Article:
Diseases of Wildlife in the United States
Wildlife resources are under constant pressure caused by human population growth,
environmental degradation, and habitat reduction. Wildlife species are also subject
to diseases resulting from exposure to microbes, parasites, toxins, and other
biological and physical agents. These wildlife diseases are often highly visible
and result in large-scale mortality. Such losses are incompatible with healthy, vigorous
wildlife populations, making research into and development of practical methods for
wildlife disease diagnosis and mitigation of wildlife losses a critical component of
effective wildlife management.
This project is managed by the USGS National Wildlife Health Center in Madison, WI.
- Ecology and management of avian diseases.
- Ecology of wildlife disease at the Salton Sea.
- Plague: Management tools and disease ecology.
- Parasites of native and non-native fishes in the Southwest.
- Southern sea otters: Significance of disease as a mortality factor.
- Amphibian malformations and diseases.
- Wildlife diseases in the Pacific Ocean.
- Field investigations, training, technical assistance and develelopment of information
- Investigation of wildlife morbidity and mortality.
- Characterization of the histopathology & microbiology of white pox and white band diseases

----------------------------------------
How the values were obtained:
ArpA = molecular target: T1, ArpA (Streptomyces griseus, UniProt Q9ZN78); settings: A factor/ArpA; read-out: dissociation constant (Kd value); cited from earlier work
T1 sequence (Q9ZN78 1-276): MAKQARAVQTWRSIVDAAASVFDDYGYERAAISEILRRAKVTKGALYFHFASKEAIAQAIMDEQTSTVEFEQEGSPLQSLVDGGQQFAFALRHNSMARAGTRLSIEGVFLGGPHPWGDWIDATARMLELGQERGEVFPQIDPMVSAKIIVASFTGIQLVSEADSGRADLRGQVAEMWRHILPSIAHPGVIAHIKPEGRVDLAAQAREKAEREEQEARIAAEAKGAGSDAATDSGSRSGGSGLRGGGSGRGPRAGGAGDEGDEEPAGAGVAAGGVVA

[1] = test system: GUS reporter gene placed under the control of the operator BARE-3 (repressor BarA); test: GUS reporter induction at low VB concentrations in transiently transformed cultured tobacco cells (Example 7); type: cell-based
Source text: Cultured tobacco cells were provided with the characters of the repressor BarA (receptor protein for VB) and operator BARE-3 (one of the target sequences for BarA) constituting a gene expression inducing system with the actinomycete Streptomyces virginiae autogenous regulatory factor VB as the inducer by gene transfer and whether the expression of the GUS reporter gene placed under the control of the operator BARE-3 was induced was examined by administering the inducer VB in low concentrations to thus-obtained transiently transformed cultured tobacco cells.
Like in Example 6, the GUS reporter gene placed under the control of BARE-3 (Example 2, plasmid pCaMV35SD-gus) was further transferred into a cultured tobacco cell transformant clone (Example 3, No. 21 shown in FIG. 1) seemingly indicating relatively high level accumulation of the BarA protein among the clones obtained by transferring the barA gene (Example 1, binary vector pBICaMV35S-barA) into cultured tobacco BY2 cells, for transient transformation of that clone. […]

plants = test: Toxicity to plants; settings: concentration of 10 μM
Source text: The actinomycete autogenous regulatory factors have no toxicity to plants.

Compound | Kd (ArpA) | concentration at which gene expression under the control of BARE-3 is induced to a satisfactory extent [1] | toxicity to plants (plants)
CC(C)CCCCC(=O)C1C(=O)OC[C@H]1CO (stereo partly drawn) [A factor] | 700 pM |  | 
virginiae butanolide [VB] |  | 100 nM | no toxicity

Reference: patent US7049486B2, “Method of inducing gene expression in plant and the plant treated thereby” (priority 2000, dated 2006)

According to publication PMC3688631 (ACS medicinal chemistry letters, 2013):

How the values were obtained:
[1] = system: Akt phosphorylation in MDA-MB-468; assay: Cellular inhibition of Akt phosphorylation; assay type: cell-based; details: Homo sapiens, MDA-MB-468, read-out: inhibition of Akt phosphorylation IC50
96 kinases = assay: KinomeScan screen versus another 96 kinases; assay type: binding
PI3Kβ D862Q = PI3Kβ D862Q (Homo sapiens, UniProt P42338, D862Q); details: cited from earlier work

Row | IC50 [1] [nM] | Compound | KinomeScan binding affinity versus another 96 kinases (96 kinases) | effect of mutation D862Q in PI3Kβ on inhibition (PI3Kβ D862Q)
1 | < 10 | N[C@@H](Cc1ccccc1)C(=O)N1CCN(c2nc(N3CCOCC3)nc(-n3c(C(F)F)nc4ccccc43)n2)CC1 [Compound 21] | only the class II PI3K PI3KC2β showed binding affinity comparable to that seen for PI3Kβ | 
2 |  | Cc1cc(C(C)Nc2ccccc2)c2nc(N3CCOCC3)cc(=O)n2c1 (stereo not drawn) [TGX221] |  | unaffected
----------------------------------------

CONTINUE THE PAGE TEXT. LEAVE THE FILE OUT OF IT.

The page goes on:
of acroporid corals of the US Virgin Islands.
- Biocomplexity of avian diseases in Hawaiian forest birds: Modeling component.
- Diseases of marine turtles.
- Coral reef ecosystem health.
- Floristic surveys and effects of air pollutants on plants in National Parks.
- Persistence of Asian fish tapeworm in endangered humpback chub.
- Immunization of prairie dogs and other wild rodents against plague.
For more information on any of the tasks listed above, please contact Gail Moede-Rogall at 608-270-2438 or via email at firstname.lastname@example.org
Photo by Robert J Dusek
- Investigate and diagnose causes of wildlife illness and death.
- Study the epidemiology of wildlife diseases.
- Assess the impact of diseases and contaminants on wildlife populations.
- Develop models of environmental and other factors influencing disease outbreaks.
- Transfer technology for disease prevention and control to field biologists and managers.